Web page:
In the UK ads, energy drinks still cause biologically and aerodynamically unfeasible mutations, deodorants still cause you to be mobbed by attractive members of the opposite (invariably) sex and 50-quid-a-bottle wrinkle cream still (despite the research) outperforms cheap, generic moisturiser. However, the first two are usually played for laughs and rely on the "would not mislead" rule, while the wrinkle cream ads are always very carefully worded and cite some (highly unscientific and subjective) survey for which the results could presumably be produced on demand.

(I'm guessing that people who buy expensive wrinkle cream are good at convincing themselves that it works)

Comment Re:Well deserved. (Score 1) 540

You let your brat play unchecked with a credit card-enabled tablet, you deserve every bill you get.

Two wrongs don't make a right. Just because a parent makes a misjudgement like this doesn't give anybody else the right to take advantage. The summary says that the kid didn't realise he was spending real money and I can easily believe that they'd confuse an otherwise trustworthy 7 year old.

"Free-to-pay" games aimed at children (or even naive adults) are a menace - particularly the ones with both an "in-game" currency and the ability to buy things with real money. The entire business model is based on getting a minority of people to spend more than they intended.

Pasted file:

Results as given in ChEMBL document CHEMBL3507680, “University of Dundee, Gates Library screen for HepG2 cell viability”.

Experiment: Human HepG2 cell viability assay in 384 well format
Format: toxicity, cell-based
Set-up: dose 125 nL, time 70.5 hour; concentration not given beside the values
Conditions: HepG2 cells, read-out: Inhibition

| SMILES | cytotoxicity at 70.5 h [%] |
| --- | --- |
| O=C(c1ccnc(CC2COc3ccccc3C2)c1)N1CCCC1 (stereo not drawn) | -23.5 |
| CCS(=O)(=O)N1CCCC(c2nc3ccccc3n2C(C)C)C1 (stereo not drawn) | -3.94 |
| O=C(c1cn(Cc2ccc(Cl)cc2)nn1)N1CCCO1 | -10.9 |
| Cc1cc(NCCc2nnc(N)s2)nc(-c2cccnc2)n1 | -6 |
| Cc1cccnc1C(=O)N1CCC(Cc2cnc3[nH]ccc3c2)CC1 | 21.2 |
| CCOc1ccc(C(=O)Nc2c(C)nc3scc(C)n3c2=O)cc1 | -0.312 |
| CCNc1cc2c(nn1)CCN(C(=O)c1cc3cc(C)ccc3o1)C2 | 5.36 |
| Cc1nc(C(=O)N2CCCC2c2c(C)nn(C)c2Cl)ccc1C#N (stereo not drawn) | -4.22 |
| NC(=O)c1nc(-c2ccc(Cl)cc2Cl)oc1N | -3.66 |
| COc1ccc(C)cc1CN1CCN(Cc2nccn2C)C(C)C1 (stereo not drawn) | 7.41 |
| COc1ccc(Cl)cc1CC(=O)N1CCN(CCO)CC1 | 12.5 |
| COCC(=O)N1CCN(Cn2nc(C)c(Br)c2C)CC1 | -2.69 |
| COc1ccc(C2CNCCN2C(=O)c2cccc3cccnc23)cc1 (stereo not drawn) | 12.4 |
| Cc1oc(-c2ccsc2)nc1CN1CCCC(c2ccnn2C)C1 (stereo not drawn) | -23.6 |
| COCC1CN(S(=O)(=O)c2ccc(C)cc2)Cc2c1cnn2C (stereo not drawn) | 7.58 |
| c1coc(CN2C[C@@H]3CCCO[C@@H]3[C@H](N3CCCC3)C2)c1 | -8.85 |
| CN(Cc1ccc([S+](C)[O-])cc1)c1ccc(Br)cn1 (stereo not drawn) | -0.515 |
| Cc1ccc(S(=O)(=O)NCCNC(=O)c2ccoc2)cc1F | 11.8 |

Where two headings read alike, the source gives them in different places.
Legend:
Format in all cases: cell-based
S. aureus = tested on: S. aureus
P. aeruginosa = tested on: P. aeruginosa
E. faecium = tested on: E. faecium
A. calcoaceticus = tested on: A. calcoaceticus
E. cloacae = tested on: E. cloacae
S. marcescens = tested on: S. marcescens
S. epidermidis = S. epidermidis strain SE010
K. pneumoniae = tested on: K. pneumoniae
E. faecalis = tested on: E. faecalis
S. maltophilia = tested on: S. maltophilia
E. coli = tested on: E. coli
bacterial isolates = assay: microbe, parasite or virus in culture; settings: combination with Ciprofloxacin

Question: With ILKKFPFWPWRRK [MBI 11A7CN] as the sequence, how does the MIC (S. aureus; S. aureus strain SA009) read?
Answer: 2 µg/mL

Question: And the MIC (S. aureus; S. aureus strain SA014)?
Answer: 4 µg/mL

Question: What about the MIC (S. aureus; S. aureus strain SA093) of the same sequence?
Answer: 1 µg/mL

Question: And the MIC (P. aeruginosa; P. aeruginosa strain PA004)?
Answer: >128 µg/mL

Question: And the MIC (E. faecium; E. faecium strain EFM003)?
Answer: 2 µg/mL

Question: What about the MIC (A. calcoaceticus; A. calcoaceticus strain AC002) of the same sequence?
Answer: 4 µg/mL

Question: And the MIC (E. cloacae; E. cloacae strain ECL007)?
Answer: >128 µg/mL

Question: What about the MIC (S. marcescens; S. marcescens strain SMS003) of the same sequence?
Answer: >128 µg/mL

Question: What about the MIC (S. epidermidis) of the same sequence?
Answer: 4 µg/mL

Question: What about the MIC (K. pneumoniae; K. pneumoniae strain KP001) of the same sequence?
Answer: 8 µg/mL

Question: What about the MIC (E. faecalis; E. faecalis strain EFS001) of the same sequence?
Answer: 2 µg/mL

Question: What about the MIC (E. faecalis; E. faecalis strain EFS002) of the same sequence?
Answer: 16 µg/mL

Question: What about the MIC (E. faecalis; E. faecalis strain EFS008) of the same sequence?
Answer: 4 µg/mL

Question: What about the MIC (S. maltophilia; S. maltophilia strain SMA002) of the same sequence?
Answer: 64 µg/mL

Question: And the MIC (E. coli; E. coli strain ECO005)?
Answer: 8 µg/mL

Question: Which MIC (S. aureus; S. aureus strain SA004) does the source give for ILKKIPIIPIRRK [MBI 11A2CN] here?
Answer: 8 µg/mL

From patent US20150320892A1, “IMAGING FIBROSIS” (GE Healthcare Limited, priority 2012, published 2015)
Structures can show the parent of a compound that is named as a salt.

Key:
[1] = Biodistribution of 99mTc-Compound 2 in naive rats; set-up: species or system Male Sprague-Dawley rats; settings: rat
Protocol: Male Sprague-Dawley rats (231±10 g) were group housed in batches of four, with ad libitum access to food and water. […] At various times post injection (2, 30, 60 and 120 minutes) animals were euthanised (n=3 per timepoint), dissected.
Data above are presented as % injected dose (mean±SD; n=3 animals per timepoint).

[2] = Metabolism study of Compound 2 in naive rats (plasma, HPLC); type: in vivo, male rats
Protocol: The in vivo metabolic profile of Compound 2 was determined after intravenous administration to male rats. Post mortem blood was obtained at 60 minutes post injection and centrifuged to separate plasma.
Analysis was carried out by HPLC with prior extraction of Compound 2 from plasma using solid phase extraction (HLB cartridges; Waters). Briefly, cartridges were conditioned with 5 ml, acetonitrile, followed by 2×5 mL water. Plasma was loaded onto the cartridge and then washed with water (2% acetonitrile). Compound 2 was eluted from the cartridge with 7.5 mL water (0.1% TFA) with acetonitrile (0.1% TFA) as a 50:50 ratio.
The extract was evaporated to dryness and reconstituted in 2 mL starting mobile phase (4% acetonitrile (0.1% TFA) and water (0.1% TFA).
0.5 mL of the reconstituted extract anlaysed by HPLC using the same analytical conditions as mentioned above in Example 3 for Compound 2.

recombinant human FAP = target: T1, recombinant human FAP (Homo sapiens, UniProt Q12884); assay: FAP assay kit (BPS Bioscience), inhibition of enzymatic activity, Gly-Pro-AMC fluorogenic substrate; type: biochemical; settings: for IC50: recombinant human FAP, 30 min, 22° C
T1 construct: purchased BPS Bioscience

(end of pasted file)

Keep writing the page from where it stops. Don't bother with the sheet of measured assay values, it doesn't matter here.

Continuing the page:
In this case - as with other high-profile cases where the sums involved are huge - Apple have done the right thing and refunded the money. We don't get to hear about the cases where the sum is a mere $50 or so - still more than a sensible person would have spent. Even where parents do the sensible thing and set the kid up with a modest limit and a warning that "when its gone its gone" some people must be earning an awful lot of money by teaching the kids a lesson.

Apart from anything else we get shit games that are designed to maximise income from IAP (and be frustrating to anybody not prepared to waste money) rather than provide good gameplay. Anybody here not want to go back to the days when you paid a fair price for a game and got the whole game?